"I wish myself (!) and all the rest of the players the best at the tournament," Ashour concluded. "I am looking forward to a big exciting elegant event in Richmond this year - may the best player win!"

Returning to Virginia, Willstrop again finds himself in the same half of the draw as Ashour, with Matthew seeded to meet Gaultier in the other semi-final.

Ashour's ascendancy has highlighted a change in the balance of power at the top of the PSA rankings, with Matthew at two, Willstrop slipping to three and the resurgent French star Gregory Gaultier at four.

Gaultier recently retained his Swedish Open title, beating Matthew in straight games in the final, a repeat of his victory in the NetSuite Open in San Francisco last year.

There are several intriguing clashes in the first round, with reigning champion Willstrop meeting Scotland's Alan Clyne and Dutch No1 Laurens Jan Anjema tackling Matthew.

Ashour meets rising English player Chris Simpson as the Channel Islander continues his remarkable run of daunting first round draws, having faced Amr Shabana in New York and Matthew in Sweden.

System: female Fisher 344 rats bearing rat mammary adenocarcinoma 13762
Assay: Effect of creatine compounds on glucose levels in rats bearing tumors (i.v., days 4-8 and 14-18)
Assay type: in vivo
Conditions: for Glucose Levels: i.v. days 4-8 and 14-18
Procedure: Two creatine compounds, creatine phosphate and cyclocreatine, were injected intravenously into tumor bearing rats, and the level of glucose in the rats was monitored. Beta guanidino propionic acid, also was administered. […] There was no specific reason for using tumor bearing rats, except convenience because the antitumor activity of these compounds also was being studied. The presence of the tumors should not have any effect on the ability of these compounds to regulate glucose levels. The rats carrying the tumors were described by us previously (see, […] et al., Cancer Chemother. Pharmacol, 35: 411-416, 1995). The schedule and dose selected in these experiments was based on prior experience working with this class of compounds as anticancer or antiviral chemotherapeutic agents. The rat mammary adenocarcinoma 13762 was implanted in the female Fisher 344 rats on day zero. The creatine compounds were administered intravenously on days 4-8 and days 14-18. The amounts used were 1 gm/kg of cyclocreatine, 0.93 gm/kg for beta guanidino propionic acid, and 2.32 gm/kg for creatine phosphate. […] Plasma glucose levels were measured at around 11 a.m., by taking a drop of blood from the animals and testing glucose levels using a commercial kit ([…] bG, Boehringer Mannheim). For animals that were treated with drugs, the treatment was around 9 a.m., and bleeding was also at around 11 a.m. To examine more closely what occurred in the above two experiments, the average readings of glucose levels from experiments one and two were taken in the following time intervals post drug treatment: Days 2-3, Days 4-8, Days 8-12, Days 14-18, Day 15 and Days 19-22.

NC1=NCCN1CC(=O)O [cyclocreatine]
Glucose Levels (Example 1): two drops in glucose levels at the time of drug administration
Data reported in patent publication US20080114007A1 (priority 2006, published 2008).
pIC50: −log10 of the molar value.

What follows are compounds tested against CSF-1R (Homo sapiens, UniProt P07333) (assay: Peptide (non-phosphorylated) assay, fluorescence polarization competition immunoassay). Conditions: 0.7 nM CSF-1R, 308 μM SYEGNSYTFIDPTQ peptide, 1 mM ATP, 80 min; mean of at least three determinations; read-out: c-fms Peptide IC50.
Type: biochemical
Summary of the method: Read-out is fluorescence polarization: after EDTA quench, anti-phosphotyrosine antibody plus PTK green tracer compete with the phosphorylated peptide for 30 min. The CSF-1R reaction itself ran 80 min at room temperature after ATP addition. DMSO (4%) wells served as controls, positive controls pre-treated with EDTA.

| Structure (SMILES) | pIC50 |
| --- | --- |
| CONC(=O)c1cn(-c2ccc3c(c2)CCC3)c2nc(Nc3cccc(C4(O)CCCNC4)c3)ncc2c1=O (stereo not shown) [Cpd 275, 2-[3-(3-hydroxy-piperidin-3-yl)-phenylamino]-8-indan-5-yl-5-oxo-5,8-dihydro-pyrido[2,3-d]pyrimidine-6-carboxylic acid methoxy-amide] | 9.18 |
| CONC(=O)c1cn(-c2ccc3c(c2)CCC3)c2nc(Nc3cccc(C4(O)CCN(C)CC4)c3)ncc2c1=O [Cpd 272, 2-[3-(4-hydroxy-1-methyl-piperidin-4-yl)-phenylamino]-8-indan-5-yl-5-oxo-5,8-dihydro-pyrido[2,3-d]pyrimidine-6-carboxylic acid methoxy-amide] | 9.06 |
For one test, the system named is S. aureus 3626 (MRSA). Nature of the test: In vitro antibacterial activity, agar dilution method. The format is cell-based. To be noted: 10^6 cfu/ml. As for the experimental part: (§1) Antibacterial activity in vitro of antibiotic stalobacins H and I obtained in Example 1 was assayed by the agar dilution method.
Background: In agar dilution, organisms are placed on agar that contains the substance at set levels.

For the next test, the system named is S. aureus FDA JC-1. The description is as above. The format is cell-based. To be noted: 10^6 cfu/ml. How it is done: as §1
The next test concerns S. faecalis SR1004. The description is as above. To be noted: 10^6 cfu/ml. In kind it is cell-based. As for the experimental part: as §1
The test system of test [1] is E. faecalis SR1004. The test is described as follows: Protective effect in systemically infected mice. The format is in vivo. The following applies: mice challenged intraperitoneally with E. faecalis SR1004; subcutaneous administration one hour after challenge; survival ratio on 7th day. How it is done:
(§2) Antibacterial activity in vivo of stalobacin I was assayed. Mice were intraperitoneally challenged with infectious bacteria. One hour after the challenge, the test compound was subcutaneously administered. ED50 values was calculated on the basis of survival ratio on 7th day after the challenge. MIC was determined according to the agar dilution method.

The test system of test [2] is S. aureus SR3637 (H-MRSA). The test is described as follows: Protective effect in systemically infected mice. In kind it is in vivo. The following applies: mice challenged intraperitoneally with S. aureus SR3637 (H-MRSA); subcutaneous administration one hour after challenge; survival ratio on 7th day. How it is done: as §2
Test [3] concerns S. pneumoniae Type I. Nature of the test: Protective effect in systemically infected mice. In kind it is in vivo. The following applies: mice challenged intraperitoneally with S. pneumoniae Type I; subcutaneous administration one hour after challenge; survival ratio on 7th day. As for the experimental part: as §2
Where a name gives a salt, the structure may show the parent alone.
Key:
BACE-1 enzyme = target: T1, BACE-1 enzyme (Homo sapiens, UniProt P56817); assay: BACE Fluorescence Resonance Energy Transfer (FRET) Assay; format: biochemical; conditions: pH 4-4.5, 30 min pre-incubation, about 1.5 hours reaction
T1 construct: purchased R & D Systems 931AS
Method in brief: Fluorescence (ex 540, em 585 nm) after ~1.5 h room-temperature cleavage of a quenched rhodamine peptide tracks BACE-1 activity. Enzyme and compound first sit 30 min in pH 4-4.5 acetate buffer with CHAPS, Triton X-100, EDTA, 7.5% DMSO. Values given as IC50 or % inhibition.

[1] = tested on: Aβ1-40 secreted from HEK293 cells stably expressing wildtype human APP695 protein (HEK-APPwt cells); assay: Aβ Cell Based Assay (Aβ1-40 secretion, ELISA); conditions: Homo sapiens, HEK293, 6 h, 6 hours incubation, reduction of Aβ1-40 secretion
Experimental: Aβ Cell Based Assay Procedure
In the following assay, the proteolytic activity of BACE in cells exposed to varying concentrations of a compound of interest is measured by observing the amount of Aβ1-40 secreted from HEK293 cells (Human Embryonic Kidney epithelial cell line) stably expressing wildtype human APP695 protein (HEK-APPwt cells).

Two newcomers to the top 20 are hoping to make significant progress in Richmond. South African Stephen Coppinger tackles seven-time German champion Simon Rosner, while the leading Indian player Saurav Ghosal hopes to cope with the trickery of Ramy's brother Hisham Mohd Ashour.

There could be a marathon encounter between long-match experts Adrian Grant (England) and Canada's wild card Shahier Razik, with the winner due to meet Gaultier in the second round.

The first round of qualifying takes place on the new courts at the ACAC centre at Short Pump on Saturday (23 February), before the qualifying finals switch to the glass court at the Westwood Club the following day.

The first round action gets under way at the Westwood Club on Monday, with the final scheduled for the following Saturday 2nd March.